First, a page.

I was as surprised as you are right now to see that I am posting to hear that last night, Alan Trammell and Jack Morris were elected to the Hall of Fame. First of all, I was completely unaware that the Modern Baseball Committee was even meeting much less that their results would be given a good month before the usual main announcement. Second of all, this tickles me because they were two of the best players of their time and their exclusion was a glaring omission (and I am not even a Tigers fan).
The best percentage of the vote Alan Trammell ever got from the writers was 40.9% in his last year of eligibility. This is pretty damn ridiculous.
I believe poor Alan retired and became eligible for the hall at the absolute wrong time possible for a player of his type. While his career was winding down, A-Rod, Nomar, and Jeter were all the rage and spending their time destroying the cliched concept of what a shortstop could be. Even though Alan spent 2 decades as the best all-around shortstop not named Cal Ripken Jr. in the American League, with the Big Three as the new hotness, Trammell's career seemed somehow lacking - even though his 1987 stacks up with any shortstop season of those guys (that he didn't win that MVP is proof that baseball writers in the 1980s were all huffing paint or something). Luckily, it didn't take until he was an old man (or dead) for perspective to sink in. I always feared that sometime in 2060, some future baseball historian would look at the beautiful double play combination of Lou Whitaker and Alan Trammell and realize a horrible injustice had been done and their grandchildren would have to accept their enshrinement. Now, all someone has to do is realize that Lou Whitaker's numbers are also very hall worthy. The fact that he fell off the ballot in his first year is a travesty.
The best percentage Jack Morris ever got from the writers was 67.7% in his second to last year on the ballot. When you get that high a percentage in your 14th year, it is usually practically a guaranteed springboard to induction. Somehow though, in his last time around, he only got 61.5% and didn't get in. Obviously, the paint huffing among baseball writers continues unabated.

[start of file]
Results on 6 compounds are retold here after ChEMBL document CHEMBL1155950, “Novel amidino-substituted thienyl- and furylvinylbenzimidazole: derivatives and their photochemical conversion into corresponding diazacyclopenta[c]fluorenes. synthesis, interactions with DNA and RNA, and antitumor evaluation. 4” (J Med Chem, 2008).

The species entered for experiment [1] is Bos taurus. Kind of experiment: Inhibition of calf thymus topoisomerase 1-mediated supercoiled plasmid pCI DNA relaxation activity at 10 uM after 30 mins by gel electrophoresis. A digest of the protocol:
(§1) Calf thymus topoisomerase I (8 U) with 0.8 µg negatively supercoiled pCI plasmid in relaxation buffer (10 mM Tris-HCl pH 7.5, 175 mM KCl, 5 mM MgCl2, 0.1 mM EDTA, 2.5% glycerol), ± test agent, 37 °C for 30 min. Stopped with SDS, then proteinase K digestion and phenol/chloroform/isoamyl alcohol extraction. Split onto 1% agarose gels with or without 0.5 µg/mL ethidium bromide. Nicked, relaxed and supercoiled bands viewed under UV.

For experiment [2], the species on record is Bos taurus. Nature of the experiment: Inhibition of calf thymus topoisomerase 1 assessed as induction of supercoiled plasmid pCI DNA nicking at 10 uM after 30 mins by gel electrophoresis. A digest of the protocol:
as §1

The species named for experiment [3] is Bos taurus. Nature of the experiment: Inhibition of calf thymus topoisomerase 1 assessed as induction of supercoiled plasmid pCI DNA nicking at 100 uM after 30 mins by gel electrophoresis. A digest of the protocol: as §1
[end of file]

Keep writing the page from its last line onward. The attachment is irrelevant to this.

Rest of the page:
The knocks always came hard against Jack Morris: his 3.90 ERA was terrible for his era, his 105 ERA+ meant he was only a slightly above average pitcher, he didn't have a great peak, he didn't win 300 games, his mustache wasn't as cool as Rollie Fingers' - the list was long and got even sillier than that. First and foremost, I am a firm believer in looking at the legacy of Hall of Famers in context among and against their peers, though. Suddenly, Morris starts to look pretty remarkable: 14 consecutive opening day starts, highest paid pitcher several years, started game one of the World Series twice and of the LCS four different times. Not to mention that minor trifle of game 7 of the 1991 World Series when he threw 10 shutout innings and was the winning pitcher (I am pretty sure he would have thrown 20 innings that night if Tom Kelly had asked). In short, he was an ace, a horse. The guy who said "jump on my back boys, I'll carry you home." The Tom Seaver, Bob Gibson type guy. Those guys belong in the hall and I am glad they came to their senses and put him in Cooperstown where he belongs.